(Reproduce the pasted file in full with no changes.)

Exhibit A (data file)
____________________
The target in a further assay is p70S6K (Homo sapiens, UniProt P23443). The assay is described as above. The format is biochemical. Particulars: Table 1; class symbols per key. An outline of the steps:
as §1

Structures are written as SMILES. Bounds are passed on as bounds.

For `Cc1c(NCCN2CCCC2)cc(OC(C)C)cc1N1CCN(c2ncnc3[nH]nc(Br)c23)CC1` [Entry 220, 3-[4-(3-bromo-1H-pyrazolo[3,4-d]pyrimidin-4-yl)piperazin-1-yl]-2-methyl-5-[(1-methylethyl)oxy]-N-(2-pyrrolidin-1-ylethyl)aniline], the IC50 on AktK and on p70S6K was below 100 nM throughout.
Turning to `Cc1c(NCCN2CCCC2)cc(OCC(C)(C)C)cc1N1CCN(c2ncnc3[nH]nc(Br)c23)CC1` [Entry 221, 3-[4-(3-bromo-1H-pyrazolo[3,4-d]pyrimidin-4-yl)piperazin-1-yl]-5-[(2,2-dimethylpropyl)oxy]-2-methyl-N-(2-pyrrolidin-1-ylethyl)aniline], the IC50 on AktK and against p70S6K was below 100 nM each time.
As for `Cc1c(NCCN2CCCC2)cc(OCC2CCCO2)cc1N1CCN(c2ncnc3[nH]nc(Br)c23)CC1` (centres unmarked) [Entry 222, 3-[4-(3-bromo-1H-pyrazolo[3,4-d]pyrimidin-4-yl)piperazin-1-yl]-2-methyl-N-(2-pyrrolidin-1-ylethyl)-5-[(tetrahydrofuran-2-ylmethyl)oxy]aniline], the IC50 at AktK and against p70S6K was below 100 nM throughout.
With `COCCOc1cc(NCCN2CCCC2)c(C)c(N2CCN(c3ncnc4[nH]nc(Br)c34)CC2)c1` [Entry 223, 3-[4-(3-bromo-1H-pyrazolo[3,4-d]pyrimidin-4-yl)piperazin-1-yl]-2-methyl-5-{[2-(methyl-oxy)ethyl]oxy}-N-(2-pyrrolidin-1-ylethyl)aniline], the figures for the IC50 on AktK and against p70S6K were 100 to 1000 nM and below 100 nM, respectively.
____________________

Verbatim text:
The target in a further assay is p70S6K (Homo sapiens, UniProt P23443). The assay is described as above. The format is biochemical. Particulars: Table 1; class symbols per key. An outline of the steps:
as §1

Structures are written as SMILES. Bounds are passed on as bounds.

For `Cc1c(NCCN2CCCC2)cc(OC(C)C)cc1N1CCN(c2ncnc3[nH]nc(Br)c23)CC1` [Entry 220, 3-[4-(3-bromo-1H-pyrazolo[3,4-d]pyrimidin-4-yl)piperazin-1-yl]-2-methyl-5-[(1-methylethyl)oxy]-N-(2-pyrrolidin-1-ylethyl)aniline], the IC50 on AktK and on p70S6K was below 100 nM throughout.
Turning to `Cc1c(NCCN2CCCC2)cc(OCC(C)(C)C)cc1N1CCN(c2ncnc3[nH]nc(Br)c23)CC1` [Entry 221, 3-[4-(3-bromo-1H-pyrazolo[3,4-d]pyrimidin-4-yl)piperazin-1-yl]-5-[(2,2-dimethylpropyl)oxy]-2-methyl-N-(2-pyrrolidin-1-ylethyl)aniline], the IC50 on AktK and against p70S6K was below 100 nM each time.
As for `Cc1c(NCCN2CCCC2)cc(OCC2CCCO2)cc1N1CCN(c2ncnc3[nH]nc(Br)c23)CC1` (centres unmarked) [Entry 222, 3-[4-(3-bromo-1H-pyrazolo[3,4-d]pyrimidin-4-yl)piperazin-1-yl]-2-methyl-N-(2-pyrrolidin-1-ylethyl)-5-[(tetrahydrofuran-2-ylmethyl)oxy]aniline], the IC50 at AktK and against p70S6K was below 100 nM throughout.
With `COCCOc1cc(NCCN2CCCC2)c(C)c(N2CCN(c3ncnc4[nH]nc(Br)c34)CC2)c1` [Entry 223, 3-[4-(3-bromo-1H-pyrazolo[3,4-d]pyrimidin-4-yl)piperazin-1-yl]-2-methyl-5-{[2-(methyl-oxy)ethyl]oxy}-N-(2-pyrrolidin-1-ylethyl)aniline], the figures for the IC50 on AktK and against p70S6K were 100 to 1000 nM and below 100 nM, respectively.